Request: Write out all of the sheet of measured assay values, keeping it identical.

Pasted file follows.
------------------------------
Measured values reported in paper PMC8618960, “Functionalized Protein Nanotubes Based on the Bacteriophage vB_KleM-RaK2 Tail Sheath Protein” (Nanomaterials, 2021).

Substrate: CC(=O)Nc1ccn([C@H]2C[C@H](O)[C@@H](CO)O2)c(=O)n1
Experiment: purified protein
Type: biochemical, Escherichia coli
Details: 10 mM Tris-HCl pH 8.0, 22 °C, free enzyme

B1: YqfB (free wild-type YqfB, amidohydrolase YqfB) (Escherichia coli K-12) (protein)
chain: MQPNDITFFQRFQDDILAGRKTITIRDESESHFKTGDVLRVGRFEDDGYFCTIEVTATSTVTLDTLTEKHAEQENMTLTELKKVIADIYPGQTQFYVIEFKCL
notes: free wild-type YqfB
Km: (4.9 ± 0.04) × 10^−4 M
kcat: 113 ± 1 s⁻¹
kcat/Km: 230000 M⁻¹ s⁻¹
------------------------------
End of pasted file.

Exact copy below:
Measured values reported in paper PMC8618960, “Functionalized Protein Nanotubes Based on the Bacteriophage vB_KleM-RaK2 Tail Sheath Protein” (Nanomaterials, 2021).

Substrate: CC(=O)Nc1ccn([C@H]2C[C@H](O)[C@@H](CO)O2)c(=O)n1
Experiment: purified protein
Type: biochemical, Escherichia coli
Details: 10 mM Tris-HCl pH 8.0, 22 °C, free enzyme

B1: YqfB (free wild-type YqfB, amidohydrolase YqfB) (Escherichia coli K-12) (protein)
chain: MQPNDITFFQRFQDDILAGRKTITIRDESESHFKTGDVLRVGRFEDDGYFCTIEVTATSTVTLDTLTEKHAEQENMTLTELKKVIADIYPGQTQFYVIEFKCL
notes: free wild-type YqfB
Km: (4.9 ± 0.04) × 10^−4 M
kcat: 113 ± 1 s⁻¹
kcat/Km: 230000 M⁻¹ s⁻¹